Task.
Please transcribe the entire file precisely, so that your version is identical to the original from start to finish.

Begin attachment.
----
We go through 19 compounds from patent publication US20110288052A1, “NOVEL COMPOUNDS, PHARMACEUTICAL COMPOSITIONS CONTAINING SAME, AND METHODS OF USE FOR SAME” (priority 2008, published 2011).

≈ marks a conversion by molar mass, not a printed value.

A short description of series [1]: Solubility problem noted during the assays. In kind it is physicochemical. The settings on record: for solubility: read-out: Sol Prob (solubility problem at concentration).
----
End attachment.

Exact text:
We go through 19 compounds from patent publication US20110288052A1, “NOVEL COMPOUNDS, PHARMACEUTICAL COMPOSITIONS CONTAINING SAME, AND METHODS OF USE FOR SAME” (priority 2008, published 2011).

≈ marks a conversion by molar mass, not a printed value.

A short description of series [1]: Solubility problem noted during the assays. In kind it is physicochemical. The settings on record: for solubility: read-out: Sol Prob (solubility problem at concentration).